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Study that found bridge between Scotland and the North would be too pricey cost UK €1.1 million

The research, commissioned by Prime Minister Boris Johnson, found the project ‘would be impossible to justify’.

Image: PA

NEARLY €1.1 million worth UK taxpayers’ money was spent on a study commissioned by Boris Johnson which found it would be too expensive to build a bridge or tunnel between Scotland and the North.

The Department for Transport (DfT) said the research into the feasibility of a fixed link cost £896,681 – just shy of €1.1 million.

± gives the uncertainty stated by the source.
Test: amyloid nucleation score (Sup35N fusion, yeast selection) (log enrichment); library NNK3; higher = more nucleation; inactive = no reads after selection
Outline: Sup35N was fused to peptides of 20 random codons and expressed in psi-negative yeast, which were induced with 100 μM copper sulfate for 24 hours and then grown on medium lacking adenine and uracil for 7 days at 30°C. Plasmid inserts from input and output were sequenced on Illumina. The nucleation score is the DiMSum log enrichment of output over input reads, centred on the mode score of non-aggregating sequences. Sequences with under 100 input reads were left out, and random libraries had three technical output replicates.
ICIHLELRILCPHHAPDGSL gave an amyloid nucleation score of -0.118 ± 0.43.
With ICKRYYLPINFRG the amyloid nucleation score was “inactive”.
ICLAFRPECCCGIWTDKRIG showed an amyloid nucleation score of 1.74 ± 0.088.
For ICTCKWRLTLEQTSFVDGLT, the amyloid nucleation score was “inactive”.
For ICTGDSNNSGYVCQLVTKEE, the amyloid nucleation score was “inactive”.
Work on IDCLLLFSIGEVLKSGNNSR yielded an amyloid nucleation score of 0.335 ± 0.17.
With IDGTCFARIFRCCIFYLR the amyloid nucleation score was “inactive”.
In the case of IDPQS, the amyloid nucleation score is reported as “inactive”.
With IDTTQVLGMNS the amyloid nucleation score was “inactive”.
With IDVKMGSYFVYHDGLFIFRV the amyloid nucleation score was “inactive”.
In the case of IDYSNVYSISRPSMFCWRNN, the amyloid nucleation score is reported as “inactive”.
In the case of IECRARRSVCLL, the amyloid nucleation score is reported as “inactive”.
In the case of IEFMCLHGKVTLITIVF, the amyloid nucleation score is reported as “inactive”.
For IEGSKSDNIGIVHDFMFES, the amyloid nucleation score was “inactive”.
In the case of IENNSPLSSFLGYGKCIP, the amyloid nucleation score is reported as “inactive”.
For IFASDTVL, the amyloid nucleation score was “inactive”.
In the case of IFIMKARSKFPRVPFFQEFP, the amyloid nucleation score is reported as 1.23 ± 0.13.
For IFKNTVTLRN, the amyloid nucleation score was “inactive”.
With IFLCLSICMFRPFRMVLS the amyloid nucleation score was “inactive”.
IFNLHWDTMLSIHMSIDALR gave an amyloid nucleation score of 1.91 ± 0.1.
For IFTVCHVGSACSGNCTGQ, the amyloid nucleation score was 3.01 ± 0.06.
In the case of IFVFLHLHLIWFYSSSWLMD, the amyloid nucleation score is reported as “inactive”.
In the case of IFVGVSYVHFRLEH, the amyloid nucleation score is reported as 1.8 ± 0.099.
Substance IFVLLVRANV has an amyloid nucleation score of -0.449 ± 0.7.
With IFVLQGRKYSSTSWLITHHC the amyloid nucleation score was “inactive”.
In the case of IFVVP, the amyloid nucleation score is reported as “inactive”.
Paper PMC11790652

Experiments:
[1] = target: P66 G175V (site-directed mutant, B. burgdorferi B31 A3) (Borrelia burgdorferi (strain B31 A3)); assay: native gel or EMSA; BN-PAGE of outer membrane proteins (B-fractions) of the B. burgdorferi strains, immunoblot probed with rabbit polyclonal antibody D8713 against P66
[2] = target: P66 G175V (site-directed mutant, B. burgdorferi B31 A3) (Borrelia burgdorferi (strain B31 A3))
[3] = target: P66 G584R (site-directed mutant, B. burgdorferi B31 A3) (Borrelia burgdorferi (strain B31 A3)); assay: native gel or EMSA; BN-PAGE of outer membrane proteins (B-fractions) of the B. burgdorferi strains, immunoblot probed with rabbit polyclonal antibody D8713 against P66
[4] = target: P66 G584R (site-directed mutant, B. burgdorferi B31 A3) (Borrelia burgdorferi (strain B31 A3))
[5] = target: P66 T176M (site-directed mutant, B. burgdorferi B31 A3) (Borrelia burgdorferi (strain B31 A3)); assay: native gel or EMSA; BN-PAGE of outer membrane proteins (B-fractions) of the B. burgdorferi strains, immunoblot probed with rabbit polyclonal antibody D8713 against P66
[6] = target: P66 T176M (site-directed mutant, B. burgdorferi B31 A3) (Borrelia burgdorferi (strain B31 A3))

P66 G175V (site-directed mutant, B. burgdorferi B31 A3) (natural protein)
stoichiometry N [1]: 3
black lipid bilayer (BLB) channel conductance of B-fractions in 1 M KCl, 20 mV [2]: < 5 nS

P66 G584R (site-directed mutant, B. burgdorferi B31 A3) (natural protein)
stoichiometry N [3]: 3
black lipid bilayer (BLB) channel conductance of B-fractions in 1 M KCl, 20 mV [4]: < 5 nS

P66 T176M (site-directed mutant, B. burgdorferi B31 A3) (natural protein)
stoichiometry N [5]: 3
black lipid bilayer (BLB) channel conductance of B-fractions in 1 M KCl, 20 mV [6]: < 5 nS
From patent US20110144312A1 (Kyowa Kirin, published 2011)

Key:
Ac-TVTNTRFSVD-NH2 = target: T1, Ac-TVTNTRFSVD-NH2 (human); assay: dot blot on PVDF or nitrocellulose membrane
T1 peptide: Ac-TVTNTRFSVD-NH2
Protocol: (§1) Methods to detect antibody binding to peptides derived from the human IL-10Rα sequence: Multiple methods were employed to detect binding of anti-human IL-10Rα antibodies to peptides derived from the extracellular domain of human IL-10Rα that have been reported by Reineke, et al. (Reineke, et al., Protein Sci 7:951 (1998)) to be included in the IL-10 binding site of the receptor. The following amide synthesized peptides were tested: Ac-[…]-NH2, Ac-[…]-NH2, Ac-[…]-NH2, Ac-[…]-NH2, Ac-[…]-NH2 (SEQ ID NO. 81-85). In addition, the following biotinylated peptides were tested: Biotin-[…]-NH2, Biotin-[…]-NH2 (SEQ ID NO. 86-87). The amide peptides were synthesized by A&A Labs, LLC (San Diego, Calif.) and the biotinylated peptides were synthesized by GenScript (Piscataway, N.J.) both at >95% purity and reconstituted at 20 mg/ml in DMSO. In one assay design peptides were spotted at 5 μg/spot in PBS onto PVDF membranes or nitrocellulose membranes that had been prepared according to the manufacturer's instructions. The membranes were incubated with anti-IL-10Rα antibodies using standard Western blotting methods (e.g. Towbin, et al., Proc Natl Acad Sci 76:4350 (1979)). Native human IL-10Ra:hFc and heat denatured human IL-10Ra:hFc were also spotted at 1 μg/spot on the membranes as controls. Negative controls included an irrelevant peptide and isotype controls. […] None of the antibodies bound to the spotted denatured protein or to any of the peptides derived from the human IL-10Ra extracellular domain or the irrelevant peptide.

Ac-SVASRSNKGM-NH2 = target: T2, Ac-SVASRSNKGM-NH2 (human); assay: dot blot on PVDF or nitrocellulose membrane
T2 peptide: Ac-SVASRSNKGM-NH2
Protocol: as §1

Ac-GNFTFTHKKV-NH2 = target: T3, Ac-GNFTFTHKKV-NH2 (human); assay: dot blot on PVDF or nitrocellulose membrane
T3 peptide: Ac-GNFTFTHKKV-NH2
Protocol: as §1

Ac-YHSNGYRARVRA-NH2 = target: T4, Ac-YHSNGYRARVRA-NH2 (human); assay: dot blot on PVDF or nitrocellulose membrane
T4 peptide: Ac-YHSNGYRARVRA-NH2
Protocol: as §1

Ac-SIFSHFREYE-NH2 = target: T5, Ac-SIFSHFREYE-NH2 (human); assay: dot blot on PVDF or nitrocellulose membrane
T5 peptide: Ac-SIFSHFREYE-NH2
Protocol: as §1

Network Rail chairman Peter Hendy led the investigation, which found that a bridge would cost €403 billion, while a tunnel would require a budget of around €251 billion.

His report concluded that the project “would be impossible to justify” as “the benefits could not possibly outweigh the costs”.

In addition to the huge expense, the inquiry also noted that the necessary work would be incredibly challenging.

The report described how Beaufort’s Dyke – an underwater trench on the most direct route between Scotland and Northern Ireland – would need to be “carefully surveyed” due to a million tons of unexploded munitions being dumped there between the First World War and the 1970s.

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Johnson previously talked up the creation of a fixed link but accepted the conclusion of the report.

The research was carried out alongside a wider review of connectivity in the UK, which cost €1.32 million.

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